The figures from the Nationwide show the price of a typical home was unchanged between February and March and is just 0.8% higher on a quarterly basis. While the latest statistics from the Land Registry shows prices have increased by only 1% in the last 12 months. Some experts say they are disappointed that flagship schemes such as Funding for Lending and NewBuy have not had much effect in terms of boosting price growth, while others say that it is encouraging that prices have remained stable in the face of challenging economic circumstances.
The Nationwide data says that the average home is now worth £164,630 and points out that house price growth has now moved into positive territory for the first time since February 2012. However, it is a mixed picture across UK regions with seven out of 13 regions seeing annual price rises in the first quarter of 2013.
London remains the best performing region on an annual basis, with prices at a new record high and Scotland the worst performing. London remains the most expensive region with prices up 4.6% compared with the first quarter of 2012 and the city has seen the greatest recovery in prices of any part of the country with prices now higher than their peak of £306,919 in 2007.
Quote from PropertyCommunity.com : “A new multi billion housing package has been announced in the UK aimed at boosting the struggling residential real estate market. Some £3.5 billion will be made available to help first time buyers get onto the housing ladder and also others who are struggling to save the large deposits that lenders currently require.”
The Land Registry figures show that average house prices in England and Wales increased by 0.2% in February compared with the previous month and are up 1% year on year. It means that the average house price is now £162,606. In London over the last 12 months prices have increased by 6.3% while on a monthly basis Wales has experienced the greatest monthly rise with a movement of 3.6%. The region with the greatest annual price fall is Yorkshire and The Humber with a decrease of 0.9% and the South West saw the most significant monthly price fall with a decrease of 0.8%.
According to David Newnes, director of LSL Property Services, the housing market is showing remarkable resilience in the face of adverse economic conditions. ‘A sterling performance from house prices in the capital city in particular has given both lenders and prospective buyers greater confidence in the market,’ he said. ‘The rise in house prices annually and monthly indicates the property market is still firmly on the road to recovery. Lower rates and a wider range of mortgages has improved first time buyer lending over the last six months, although it is still some way off returning to the levels seen prior to 2008,’ he pointed out.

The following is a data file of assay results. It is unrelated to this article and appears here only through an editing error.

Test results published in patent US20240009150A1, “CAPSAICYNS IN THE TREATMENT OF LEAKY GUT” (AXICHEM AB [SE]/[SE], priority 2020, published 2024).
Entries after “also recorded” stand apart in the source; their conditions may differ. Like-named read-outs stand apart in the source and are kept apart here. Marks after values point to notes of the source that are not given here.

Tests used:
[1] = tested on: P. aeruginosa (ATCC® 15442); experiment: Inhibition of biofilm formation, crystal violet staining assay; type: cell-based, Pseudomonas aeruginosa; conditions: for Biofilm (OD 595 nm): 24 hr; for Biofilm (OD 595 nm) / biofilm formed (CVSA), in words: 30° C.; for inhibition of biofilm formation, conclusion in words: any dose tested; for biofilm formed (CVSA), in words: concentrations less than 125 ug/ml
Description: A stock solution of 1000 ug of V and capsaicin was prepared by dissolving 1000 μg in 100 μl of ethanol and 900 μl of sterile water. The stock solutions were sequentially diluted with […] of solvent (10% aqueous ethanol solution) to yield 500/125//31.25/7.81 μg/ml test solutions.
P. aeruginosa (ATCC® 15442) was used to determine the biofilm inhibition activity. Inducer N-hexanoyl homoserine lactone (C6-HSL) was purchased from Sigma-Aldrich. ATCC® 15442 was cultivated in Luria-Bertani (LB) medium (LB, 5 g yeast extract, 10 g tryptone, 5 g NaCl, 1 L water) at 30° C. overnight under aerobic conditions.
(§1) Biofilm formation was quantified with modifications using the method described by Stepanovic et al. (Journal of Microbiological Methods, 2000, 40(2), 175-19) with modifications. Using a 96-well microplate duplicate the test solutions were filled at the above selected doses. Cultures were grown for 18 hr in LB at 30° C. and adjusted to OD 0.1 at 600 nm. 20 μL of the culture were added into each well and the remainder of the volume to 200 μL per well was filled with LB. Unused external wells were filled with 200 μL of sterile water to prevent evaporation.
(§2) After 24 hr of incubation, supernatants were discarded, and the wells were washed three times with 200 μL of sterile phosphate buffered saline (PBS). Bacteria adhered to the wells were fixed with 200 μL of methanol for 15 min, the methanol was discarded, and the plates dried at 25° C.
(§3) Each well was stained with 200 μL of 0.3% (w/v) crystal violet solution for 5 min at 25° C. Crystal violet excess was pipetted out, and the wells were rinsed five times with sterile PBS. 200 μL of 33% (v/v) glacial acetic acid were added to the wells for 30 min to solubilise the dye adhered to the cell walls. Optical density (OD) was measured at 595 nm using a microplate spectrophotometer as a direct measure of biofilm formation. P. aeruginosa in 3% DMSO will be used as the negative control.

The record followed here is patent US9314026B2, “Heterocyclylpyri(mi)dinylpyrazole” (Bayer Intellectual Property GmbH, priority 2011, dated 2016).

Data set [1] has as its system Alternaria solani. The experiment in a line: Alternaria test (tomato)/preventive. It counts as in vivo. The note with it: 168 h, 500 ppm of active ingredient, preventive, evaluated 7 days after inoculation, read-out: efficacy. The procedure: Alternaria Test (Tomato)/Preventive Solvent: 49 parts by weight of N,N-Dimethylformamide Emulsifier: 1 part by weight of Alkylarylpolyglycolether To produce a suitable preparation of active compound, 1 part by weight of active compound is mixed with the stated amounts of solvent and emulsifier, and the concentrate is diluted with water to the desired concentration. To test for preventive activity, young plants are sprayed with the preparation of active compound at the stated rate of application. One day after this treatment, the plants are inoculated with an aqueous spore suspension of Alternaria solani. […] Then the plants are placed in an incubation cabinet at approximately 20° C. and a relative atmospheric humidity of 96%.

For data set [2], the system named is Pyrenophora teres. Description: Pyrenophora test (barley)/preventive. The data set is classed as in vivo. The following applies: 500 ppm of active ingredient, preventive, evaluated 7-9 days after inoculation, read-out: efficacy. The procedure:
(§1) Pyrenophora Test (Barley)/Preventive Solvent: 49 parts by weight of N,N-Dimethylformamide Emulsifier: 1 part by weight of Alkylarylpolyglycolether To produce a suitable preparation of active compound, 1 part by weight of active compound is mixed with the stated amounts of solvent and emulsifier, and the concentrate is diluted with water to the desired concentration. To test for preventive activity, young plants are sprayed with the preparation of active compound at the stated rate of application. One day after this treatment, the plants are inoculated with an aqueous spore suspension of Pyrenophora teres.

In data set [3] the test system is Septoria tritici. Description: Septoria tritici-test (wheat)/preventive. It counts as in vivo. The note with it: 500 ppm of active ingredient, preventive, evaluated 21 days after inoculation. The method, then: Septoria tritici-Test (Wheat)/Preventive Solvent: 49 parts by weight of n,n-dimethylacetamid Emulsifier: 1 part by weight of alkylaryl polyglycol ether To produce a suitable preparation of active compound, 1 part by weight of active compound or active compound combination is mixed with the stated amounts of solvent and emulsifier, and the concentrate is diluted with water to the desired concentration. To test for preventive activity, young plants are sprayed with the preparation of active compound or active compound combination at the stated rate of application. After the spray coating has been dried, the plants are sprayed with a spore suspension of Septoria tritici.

He also explained that mortgage lending conditions are still tough. ‘Deposit requirements are still high and criteria to get a mortgage is by no means straight forward, because lenders feel they still need to err on the side of caution. The reality is that the exact opposite is required to stimulate the lower end of the housing market. Tricky borrowing conditions are hampering the number of buyers able to move, a problem that is hampering house sales in some parts of the country,’ he added.
He believes that the government is doing all it can to help jumpstart the mortgage market. New schemes announced earlier this month have the potential to breathe life into the mortgage market and help push first time buyers onto the property ladder and will also boost new house building.
Peter Rollings, chief executive officer of agents Marsh & Parsons, said the figures show that London is regarded as a safe haven for property investments. ‘A relative shortage of stock sees house prices in the capital setting new records according to Nationwide. Demand is coming from both home and abroad and is set to continue with the much anticipated return to more seasonable Spring like weather,’ he explained.